How to Succeed in Online Dating: The Swipe-Right Guide

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Feeling lonely this Valentine’s Day? If you’re staying home to Netflix and chill by yourself — again — it’s time to put down the remote and get dating online. After 15 years of relationship coaching, I’ve learned what works and it’s all here in this guide.

 

“He’ll appear when you least expect it.”

“Don’t appear desperate!”

“Play hard to get.”

Enough!

 

The pain of being single when you want to be in a relationship is real. If you’re truly ready for a committed relationship, you should be able to find one without all these rules. Sometimes all it takes is being in the right place at the right time and being open to the right-for-you partner.

 

By now, we’ve all known someone who’s met their significant other using dating apps like Match, Bumble and, yes, even Tinder. So, why not you?

 

I know … online dating is not as easy as it seems. First of all, there’s that profile! What are you supposed to write? Can you really trust what people say? And then there’s the initial emails and the, dun-dun-dun … dates! OMG, you’ll actually have to go on dates. When you add in the hundreds of prospects and the number of app options, it’s no wonder you’re over it.

 

If you’re actually serious about meeting someone, though, let me tell you — there’s real hope in online dating. In my 15 years of relationship coaching experience, I’ve seen numerous clients — no matter how busy, how unsure, and how skeptical — navigate the online dating waters with great success. Below, I’ve compiled their lessons into a guide that will help you make the most of online dating to find the quality relationship you desire and deserve.

 

The Profile

To thine own self be true.
The keys to an effective profile? Honesty, authenticity and full-enough disclosure. Contrary to popular belief, writing a strong profile is not about impressing people with your accolades and talents; it’s about reflecting your true self (your personality, values and interests) to attract a great match — YOUR great match.

 

Before you get writing, ask yourself:

  • What’s unique about my personality and interests? What do I like best about myself? I want my ideal match to value my [fill in the blank].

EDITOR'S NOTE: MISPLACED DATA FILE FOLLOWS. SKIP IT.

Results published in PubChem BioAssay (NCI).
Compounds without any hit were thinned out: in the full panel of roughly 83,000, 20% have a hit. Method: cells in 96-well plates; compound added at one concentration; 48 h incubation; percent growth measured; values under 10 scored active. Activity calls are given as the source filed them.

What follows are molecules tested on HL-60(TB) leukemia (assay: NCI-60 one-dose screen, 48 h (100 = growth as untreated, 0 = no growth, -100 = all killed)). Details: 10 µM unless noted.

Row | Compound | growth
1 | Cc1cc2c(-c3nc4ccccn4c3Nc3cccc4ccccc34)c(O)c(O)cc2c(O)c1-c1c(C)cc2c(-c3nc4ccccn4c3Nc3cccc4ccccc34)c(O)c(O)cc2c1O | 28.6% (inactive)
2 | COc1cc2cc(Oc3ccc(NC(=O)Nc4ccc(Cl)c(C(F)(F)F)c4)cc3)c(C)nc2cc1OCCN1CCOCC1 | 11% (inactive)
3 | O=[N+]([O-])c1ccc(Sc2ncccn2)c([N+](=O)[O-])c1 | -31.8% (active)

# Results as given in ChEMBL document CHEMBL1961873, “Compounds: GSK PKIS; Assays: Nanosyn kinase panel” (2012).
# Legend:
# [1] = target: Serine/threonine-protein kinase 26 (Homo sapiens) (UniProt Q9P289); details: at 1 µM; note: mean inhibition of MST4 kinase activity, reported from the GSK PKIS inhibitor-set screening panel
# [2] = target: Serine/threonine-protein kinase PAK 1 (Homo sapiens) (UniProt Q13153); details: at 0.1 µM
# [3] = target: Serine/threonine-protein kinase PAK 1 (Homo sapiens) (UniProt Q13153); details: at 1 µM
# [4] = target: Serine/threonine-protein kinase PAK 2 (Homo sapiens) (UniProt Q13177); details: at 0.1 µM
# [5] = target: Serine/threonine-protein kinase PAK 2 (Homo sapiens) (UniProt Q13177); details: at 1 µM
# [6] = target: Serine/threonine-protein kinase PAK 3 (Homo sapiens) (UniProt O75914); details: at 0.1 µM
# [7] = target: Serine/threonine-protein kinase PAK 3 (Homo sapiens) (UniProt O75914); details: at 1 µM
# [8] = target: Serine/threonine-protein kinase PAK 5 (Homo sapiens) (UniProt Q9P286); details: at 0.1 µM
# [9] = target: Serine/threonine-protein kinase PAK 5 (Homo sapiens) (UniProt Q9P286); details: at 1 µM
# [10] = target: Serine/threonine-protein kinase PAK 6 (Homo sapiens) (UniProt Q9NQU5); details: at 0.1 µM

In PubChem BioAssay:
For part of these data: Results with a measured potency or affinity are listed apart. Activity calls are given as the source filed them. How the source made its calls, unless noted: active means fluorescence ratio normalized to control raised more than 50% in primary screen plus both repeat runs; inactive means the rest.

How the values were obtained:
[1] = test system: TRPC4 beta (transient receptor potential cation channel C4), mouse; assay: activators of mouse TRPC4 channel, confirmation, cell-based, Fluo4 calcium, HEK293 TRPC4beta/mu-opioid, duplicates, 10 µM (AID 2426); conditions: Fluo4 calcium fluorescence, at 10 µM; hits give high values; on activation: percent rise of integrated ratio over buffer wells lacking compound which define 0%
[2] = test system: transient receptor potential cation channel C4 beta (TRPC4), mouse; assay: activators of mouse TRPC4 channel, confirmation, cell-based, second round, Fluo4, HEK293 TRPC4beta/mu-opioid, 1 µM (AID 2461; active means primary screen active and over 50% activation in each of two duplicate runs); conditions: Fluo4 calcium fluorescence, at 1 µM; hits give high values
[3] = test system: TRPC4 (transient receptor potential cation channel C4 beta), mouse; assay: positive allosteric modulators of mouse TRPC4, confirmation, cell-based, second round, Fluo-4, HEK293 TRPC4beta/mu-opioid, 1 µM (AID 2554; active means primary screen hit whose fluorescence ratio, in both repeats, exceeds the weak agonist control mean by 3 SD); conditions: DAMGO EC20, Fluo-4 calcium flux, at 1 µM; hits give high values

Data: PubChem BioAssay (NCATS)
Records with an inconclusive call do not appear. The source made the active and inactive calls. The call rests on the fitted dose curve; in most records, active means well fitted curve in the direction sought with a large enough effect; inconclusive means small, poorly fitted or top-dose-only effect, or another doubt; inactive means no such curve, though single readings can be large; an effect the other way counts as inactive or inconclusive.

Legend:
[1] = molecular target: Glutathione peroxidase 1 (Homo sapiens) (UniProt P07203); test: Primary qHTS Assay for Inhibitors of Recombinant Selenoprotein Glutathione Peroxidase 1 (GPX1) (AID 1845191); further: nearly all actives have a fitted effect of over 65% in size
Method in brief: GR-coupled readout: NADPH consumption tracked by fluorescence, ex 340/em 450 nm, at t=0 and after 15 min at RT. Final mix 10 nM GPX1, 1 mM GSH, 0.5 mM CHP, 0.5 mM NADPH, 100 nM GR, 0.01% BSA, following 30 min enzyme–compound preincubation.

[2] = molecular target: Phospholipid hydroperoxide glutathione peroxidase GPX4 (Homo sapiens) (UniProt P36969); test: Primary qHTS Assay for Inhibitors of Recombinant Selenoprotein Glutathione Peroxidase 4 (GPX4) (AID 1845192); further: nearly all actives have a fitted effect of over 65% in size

• What kind of romantic partner am I? What do I value in a partner? What do I need from a partner?
    What are my deal breakers? Must-haves? Non-negotiables?
  • What’s something people should know about me, even if some may see it as a negative? (Cause the right person might see it as a positive!)

 

Avoid emphasizing something just because you think it’s appealing to others. If you don’t REALLY love skiing, for example, don’t add it just because you live in Colorado. This type of thinking sets you up to attract the wrong type of person, and can later come across as manipulative.

 

Also, be wary of letting friends or family members write or influence your profile. One client made the mistake of letting friendly coworkers weigh in on her first profile: “I am deeply emotional and spiritual. I wanted to convey this somewhere in my profile but I was too embarrassed to explain it to my coworkers. I rewrote my profile a month later to include these deeper details. After that, I was relieved to know the guys messaging me were seeing the true me, and the profile delivered better results.”

 

If you find yourself dating or receiving messages from people with whom you have nothing in common, ask yourself why. Is your profile reflecting your true self?

Tell ‘em what you want, what you really really want.

Get really honest with yourself about what you want, and communicate it unapologetically.

 

If you actually want to be in a relationship, don’t tell people you’re interested in meeting as friends. There’s nothing desperate about confidently owning your desires and weeding out those who want something different. Your honesty won’t scare off people looking for a relationship, but it may scare off those who want a fling. Win-win!

 

Sometimes we don’t really know what we want until we get out there. After a few dates, you may realize, for example, that you’re not ready to date, 15 years is too large of an age gap, or “yes, I actually do want to date someone with my religious preferences.”